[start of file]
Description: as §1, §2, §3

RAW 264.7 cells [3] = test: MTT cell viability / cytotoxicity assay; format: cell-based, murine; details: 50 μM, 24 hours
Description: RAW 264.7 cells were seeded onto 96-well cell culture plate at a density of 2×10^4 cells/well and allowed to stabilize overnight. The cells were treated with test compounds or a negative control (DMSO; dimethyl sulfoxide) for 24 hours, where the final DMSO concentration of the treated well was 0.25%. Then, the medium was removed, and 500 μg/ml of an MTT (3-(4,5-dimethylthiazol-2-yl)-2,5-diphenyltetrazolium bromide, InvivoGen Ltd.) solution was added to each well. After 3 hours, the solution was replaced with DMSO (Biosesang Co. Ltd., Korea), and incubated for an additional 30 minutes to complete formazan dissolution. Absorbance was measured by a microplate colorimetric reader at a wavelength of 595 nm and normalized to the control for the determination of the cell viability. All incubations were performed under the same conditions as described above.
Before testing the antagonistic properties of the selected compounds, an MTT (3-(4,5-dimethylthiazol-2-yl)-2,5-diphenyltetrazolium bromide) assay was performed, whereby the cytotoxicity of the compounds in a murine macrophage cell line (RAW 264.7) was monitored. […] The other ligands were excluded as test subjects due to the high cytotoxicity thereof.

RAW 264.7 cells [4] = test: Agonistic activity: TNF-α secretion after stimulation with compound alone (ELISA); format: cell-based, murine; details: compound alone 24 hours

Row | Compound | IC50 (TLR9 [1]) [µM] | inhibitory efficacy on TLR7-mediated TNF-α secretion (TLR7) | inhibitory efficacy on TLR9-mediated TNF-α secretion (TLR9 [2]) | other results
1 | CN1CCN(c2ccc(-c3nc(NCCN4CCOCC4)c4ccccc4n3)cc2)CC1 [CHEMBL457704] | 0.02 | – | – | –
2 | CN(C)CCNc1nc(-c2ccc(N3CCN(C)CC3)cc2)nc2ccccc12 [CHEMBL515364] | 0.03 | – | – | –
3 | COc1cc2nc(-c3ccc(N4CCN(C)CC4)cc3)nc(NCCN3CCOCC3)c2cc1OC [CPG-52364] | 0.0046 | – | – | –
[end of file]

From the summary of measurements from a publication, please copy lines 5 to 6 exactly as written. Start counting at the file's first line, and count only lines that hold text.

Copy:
RAW 264.7 cells [4] = test: Agonistic activity: TNF-α secretion after stimulation with compound alone (ELISA); format: cell-based, murine; details: compound alone 24 hours

Row | Compound | IC50 (TLR9 [1]) [µM] | inhibitory efficacy on TLR7-mediated TNF-α secretion (TLR7) | inhibitory efficacy on TLR9-mediated TNF-α secretion (TLR9 [2]) | other results